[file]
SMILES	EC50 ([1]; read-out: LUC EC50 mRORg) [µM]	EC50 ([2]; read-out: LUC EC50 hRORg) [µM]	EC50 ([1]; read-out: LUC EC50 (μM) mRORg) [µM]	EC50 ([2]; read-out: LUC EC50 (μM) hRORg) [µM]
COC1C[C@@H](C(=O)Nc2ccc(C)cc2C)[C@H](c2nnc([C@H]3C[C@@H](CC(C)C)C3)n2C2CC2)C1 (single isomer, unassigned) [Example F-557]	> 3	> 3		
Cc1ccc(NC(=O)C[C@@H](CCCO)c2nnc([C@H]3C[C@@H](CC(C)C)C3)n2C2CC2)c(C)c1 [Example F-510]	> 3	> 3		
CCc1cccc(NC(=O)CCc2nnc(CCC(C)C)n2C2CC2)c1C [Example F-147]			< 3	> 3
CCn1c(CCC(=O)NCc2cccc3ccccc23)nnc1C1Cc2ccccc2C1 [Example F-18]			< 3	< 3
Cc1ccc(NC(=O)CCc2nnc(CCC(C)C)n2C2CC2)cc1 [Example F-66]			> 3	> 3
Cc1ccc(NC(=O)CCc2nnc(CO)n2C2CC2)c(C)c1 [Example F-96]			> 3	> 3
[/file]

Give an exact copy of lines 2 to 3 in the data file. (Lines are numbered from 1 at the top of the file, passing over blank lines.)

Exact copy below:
COC1C[C@@H](C(=O)Nc2ccc(C)cc2C)[C@H](c2nnc([C@H]3C[C@@H](CC(C)C)C3)n2C2CC2)C1 (single isomer, unassigned) [Example F-557]	> 3	> 3		
Cc1ccc(NC(=O)C[C@@H](CCCO)c2nnc([C@H]3C[C@@H](CC(C)C)C3)n2C2CC2)c(C)c1 [Example F-510]	> 3	> 3		